“What does everything mean to me?” KOTA The Friend says to himself, pausing for a moment. “You know it’s crazy, Lupita [Nyong’o] actually brought something up with me. She said there are two ways you can answer the question — you can ask what everything means to you, or you can ask what it means to have everything. It’s a funny twist.”
The question stems from the arrival of KOTA’s newest full-length record, EVERYTHING. A culmination of all his projects thus far, the album fuses the best parts of the Brooklyn-bred MC with musical outputs of several guests, contrasting predecessor FOTO‘s singular rap feature from Saba. He never provided directions for what his collaborators should write about, but his guests ended up answering the million dollar question of “What does everything mean to you?”
The inclusive nature of the album unconsciously created the space for him and his collaborators to provide their personal perspectives, leading the MC to a realization. “Everybody answers the question differently but also similarly.”
Some of EVERYTHING’s most significant collaborations come from Lupita Nyong’o and LaKeith Stanfield’s self-titled interludes, whose influence provides a certain gravitas to the album. “They represent a very positive thing in the black community and the fact that they’re moving on with their careers in such a great way,” he continues. “I’m just glad they were able to give their piece for my album.”
Further diversifying the album’s perspective are KOTA’s fellow New Yorkers Joey Bada$$ and Bas, who appear on the track “B.Q.E.” The trio’s cut looks back at the New York City of their youth, which was spent running from narcotics officers and attempting to rise above other hardships. He reveals that while the repeating “B, Q, E” lyric in the chorus is the most evident symbol of their city, the song structure is a subtle homage to the Brooklyn-Queens Expressway. KOTA kicks off the track, his first verse symbolizing his native neighborhood of Clinton Hill, followed by Joey representing Bed-Stuy and finally to Bas’ verse standing in for his Queens roots, taking the listener on an auditory journey through the B.Q.E.
KOTA focuses the rest of EVERYTHING on building his future. “It’s about manifesting and it’s about creating the space where everything that you want can happen,” he explains. He paints a picture of how he wants his life to be throughout the album, emphasizing in particular the importance of family and its support system. He believes in spreading a positive message about family and togetherness to combat the unnecessary beef between artists that only divides the listeners.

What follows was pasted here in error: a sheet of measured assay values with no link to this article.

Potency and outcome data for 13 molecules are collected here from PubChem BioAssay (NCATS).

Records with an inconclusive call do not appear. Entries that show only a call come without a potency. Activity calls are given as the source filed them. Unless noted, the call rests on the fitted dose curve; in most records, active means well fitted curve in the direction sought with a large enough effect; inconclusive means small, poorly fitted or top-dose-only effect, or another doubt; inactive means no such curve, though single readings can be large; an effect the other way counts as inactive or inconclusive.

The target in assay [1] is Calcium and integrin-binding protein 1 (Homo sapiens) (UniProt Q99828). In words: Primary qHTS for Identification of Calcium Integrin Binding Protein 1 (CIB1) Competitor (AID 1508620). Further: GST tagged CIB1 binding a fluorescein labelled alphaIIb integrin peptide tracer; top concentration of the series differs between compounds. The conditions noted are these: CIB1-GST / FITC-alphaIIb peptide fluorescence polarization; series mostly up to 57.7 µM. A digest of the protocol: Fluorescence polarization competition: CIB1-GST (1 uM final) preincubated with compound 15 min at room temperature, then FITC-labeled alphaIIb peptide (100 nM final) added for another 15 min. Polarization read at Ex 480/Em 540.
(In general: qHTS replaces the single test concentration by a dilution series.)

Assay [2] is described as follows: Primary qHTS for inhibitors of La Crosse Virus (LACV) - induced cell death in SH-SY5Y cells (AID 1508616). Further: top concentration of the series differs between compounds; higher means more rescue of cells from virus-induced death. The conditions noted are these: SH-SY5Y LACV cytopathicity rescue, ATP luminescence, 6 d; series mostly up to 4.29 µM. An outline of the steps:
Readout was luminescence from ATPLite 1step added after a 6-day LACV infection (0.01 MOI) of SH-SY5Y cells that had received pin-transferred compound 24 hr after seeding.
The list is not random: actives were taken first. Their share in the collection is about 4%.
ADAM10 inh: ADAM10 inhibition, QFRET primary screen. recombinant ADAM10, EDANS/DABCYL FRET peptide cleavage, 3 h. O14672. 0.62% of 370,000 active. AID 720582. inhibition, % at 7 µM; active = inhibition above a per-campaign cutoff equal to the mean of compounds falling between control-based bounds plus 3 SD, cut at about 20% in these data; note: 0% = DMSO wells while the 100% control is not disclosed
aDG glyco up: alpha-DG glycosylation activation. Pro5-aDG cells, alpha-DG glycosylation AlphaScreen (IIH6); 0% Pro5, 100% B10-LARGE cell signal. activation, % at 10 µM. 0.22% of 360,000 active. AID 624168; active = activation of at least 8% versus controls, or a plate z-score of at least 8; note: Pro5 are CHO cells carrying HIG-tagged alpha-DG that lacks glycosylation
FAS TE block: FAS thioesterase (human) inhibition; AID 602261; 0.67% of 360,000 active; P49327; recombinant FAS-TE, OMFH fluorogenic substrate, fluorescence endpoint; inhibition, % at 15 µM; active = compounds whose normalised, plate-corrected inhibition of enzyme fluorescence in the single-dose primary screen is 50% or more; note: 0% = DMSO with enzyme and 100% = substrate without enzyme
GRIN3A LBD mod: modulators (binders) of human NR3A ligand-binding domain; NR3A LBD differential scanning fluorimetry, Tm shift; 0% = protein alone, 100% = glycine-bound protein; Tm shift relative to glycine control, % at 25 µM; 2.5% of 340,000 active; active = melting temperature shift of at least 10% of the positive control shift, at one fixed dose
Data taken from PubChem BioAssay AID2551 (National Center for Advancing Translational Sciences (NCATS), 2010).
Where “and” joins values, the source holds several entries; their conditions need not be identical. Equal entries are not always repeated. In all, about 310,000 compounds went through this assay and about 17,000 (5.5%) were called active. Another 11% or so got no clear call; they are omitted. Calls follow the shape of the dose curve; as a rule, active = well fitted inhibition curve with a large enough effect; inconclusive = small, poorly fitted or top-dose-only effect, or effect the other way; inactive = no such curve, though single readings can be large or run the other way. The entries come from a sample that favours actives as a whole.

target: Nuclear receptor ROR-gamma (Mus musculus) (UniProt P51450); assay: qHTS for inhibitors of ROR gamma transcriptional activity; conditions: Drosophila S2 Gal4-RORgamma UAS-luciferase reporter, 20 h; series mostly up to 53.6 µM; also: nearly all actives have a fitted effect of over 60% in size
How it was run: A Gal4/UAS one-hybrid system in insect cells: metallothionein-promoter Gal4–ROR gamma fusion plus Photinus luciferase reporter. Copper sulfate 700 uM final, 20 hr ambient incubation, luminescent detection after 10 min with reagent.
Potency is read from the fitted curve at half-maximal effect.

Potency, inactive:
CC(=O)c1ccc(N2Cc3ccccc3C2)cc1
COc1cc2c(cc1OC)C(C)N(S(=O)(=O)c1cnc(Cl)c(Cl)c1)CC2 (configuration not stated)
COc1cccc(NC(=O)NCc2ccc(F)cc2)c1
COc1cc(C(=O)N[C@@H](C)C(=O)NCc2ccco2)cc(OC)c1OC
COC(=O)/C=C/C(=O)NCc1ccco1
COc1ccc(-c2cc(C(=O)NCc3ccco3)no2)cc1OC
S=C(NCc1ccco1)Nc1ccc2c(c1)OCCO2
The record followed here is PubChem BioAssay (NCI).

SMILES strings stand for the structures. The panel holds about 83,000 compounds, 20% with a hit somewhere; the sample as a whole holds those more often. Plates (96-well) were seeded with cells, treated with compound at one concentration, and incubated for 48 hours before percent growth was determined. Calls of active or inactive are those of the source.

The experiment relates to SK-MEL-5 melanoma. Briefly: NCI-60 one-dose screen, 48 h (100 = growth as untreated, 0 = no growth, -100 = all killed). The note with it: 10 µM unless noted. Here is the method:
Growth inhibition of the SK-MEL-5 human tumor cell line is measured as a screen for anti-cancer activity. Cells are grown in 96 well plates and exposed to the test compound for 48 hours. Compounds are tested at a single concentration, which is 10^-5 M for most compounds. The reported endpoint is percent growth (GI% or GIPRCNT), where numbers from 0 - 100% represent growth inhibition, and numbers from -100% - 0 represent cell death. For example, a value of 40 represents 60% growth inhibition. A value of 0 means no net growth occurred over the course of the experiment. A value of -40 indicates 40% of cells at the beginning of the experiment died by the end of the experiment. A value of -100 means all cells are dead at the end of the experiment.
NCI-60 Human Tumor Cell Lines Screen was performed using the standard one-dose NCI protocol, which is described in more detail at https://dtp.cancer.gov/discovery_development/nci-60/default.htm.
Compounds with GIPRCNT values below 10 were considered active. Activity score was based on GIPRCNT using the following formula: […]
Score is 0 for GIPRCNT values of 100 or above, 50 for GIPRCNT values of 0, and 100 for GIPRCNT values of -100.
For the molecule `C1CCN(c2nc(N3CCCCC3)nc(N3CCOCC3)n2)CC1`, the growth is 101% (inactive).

“I think the independent route has many rewards, but you have to work hard for them.”
As KOTA has the entirety of his music career unaccompanied by the power of a major label, he knows how ambitious it is to achieve commercial success as an independent artist. Despite the organic growth of his profession and fanbase over the last three years, the MC still faces major challenges when it comes to releasing new material due to the lack of financial support most artists get from their labels. Simply put, “You have to work for everything you get.”
This self-determining mindset, however, is exactly what pushed the rapper into the spotlight, proving that it’s more than doable to make it as an independent musician. KOTA knows that none of the logistical hurdles will ever outweigh the freedoms he enjoys as an independent artist, because it allows him to curate a better relationship with his listeners. He actively communicates with them on social media and is therefore more aware of how they react to his music. During the creation of EVERYTHING, KOTA reached out to his fans on Twitter and asked them for features they’d like to hear on his new record, along with giving them quick updates of where he is in the album process. “It’s like what they say, nothing good comes easy. I think the independent route has many rewards, but you have to work hard for them.”
These rewards evidently made their way on to EVERYTHING. With the album finally released, the rapper is now rescheduling post-COVID-19 dates for another cycle of touring, media appearances and being away from home. This time, however, KOTA is more than willing to shuffle his work structure. The MC can no longer spend all day and night working in the studio, and he refuses to do a two-month tour if he’s just returned after one month on the road.
Taking care of a child has put everything into perspective for the rapper, and spending more time than enough time with his son is his top priority. This decision is rooted from his own childhood, as he remembers his father always working in order to help ends meet. He creates a family environment where he’s present for his child — manifesting the family life he desires.
“Doing something out of fear is not real.”
“Everything to me is, first of all, whatever you make it, and second of all, is waking up, breathing, being authentic. It means everything to me to just genuinely be yourself,” KOTA says, going back to that first question. Using religion as an example, he spotlights people who attend church every Sunday out of the fear of God’s wrath rather than love.
“Doing something out of fear is not real. That’s a lot of the reason why I go about my career the way I do, saying no to big opportunities and turning down record labels deals that would offer me more money than I’ve ever seen, because it’s not real to me. It’s not me. Being authentic is everything.”